Is Ending Rape Possible? Keith Edwards Thinks So

Editor’s note: This article was initially published in The Daily Gazette, Swarthmore’s online, daily newspaper founded in Fall 1996. As of Fall 2018, the DG has merged with The Phoenix. See the about page to read more about the DG.

“We talk a lot about individuals, but what can we do as a campus, as a community?” This was the question raised by Kaaren Williamsen, Title IX Coordinator, in a recent interview. It’s difficult to talk about community with Swatties right now because of the buzzword it has become. We so often reject the notion that we all belong to the same community, yet there is a problem with seeing ourselves only as individuals: we assume we have only individual responsibility.

This is what allows us to say, “I didn’t do [insert horrible thing here] so I’m not a part of the problem,” rather than actively participate in being a part of the solution. Furthermore, it keeps us from having to question the ways in which we might be implicitly supporting a culture that allows horrible things to happen. “It’s a cultural issue,” Williamsen remarked, “so our interventions also have to be cultural.”

This is what prompted the Title IX Prevention and Education Team to bring a presenter to campus to talk about one such cultural intervention.

The presenter is Keith Edwards, a nationally-acclaimed scholar on sexual violence prevention, men’s identity development, social justice education, and more. He is recognized across the country as a grounded, inspiring presenter with the research to support the messages he delivers. To get an idea of what his talk might be like, I turned to YouTube.

Watching some clips of his past presentations, I see what appears to be a white man in his thirties or forties who speaks with vulnerability, candor, and humility. He is indeed grounded, although he is also animated and connected to the audience—he doesn’t appear to follow an over-rehearsed script by any means. He demonstrates a deep understanding of social justice and queer identities despite his apparent position of privilege and the fact that his main audience is cisgender heterosexual men.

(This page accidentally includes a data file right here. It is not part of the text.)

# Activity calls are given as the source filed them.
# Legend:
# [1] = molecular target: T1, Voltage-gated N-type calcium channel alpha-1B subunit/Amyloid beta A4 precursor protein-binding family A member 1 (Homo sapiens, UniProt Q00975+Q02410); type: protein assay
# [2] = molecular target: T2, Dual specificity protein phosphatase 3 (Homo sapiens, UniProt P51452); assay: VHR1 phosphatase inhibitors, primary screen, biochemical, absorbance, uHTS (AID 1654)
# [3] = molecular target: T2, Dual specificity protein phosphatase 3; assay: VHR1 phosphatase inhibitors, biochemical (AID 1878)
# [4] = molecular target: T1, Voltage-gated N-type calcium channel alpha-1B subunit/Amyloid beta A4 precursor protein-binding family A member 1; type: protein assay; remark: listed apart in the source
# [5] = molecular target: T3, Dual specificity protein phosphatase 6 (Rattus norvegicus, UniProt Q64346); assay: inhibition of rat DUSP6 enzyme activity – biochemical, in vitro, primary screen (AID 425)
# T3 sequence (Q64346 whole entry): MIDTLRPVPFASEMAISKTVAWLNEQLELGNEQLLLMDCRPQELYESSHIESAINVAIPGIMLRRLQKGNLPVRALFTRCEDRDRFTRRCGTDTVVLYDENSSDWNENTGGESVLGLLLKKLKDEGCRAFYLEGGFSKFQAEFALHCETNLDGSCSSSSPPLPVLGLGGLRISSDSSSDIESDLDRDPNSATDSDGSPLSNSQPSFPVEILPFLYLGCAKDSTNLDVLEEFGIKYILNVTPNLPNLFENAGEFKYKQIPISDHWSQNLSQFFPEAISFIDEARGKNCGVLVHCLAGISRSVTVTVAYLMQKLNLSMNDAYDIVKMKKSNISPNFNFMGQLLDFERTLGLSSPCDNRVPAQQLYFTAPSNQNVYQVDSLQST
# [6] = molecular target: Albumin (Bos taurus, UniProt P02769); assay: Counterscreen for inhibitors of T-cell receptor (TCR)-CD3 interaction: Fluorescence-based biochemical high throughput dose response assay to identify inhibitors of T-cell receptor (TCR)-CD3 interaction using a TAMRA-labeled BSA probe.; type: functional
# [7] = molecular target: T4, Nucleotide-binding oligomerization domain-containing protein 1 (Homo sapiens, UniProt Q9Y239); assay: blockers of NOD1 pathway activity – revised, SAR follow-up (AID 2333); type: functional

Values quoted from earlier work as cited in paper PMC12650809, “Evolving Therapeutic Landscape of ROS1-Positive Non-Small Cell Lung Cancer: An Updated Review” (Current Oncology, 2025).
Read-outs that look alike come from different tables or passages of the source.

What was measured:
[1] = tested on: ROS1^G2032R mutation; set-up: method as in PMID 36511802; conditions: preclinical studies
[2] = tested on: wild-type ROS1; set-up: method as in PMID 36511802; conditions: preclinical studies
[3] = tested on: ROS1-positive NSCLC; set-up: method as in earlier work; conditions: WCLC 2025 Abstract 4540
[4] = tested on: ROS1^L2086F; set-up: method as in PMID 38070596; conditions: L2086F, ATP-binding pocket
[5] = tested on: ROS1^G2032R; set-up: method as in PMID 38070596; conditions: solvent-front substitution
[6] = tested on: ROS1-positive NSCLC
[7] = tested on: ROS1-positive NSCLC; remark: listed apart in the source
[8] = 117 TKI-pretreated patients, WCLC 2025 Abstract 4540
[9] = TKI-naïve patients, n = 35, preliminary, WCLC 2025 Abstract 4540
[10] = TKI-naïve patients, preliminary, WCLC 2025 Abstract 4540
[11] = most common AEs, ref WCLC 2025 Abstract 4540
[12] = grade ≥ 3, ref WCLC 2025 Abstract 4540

What struck me most was his positivity and hopefulness. After years of research and work surrounding sexual assault, he does not appear tired or jaded. Instead, his eyes are bright as he describes a future in which entire communities come together to end sexual violence and are actually successful.

At this point I began to wonder where this guy came from and what he has been doing for the past few decades. His website reveals that he received a BA in Social Studies from Hamline University (a liberal arts college in St. Paul, MN) and an MS in Student Affairs in Higher Ed from Colorado State University. He then went on to get a PhD from the University of Maryland, and his dissertation title was “Putting my man face on”: A grounded theory of college men’s gender identity development.

A quick glance at his articles and book chapters reveals such titles as

  • “Trial and error: Negotiating manhood and struggling to discover true self”

  • “Effectiveness of a sexual assault prevention program on reducing participants’ rape myth acceptance and increasing their understanding of rape definitions,” and

  • “Why objectivity is not enough: The critical role of social justice in campus conduct and conflict work”

These articles sound intriguing, but is ending rape actually possible? Can we change the culture of a community that still refuses to be called by that name? The only way to find out is to come to the 3rd floor of the Matchbox tonight night at 7:30pm and join me in consuming lots of free coffee, donuts, and kosher treats as we consider what Keith Edwards has to say.

This event is being sponsored by the Title IX Prevention & Education Team and Delta Upsilon. The title of the talk is “Consent & Culture: A Social Change Approach to Ending Rape. Questions can be directed to Nina Harris (nharris1) or Kaaren Williamsen (kwillia1).

Featured image courtesy of


  1. I’ve sensed for some time now that we have all become reduced, categorized, often dismissed, or at least viewed skeptically based on cues from our external shells, but am disappointed that this stance is now so acceptable that it is publicly acknowledged:

    _He demonstrates a deep understanding of social justice and queer identities despite his apparent position of privilege and the fact that his main audience is cisgender heterosexual men._

    Why wait to write a story until after he speaks?

    imagINe community

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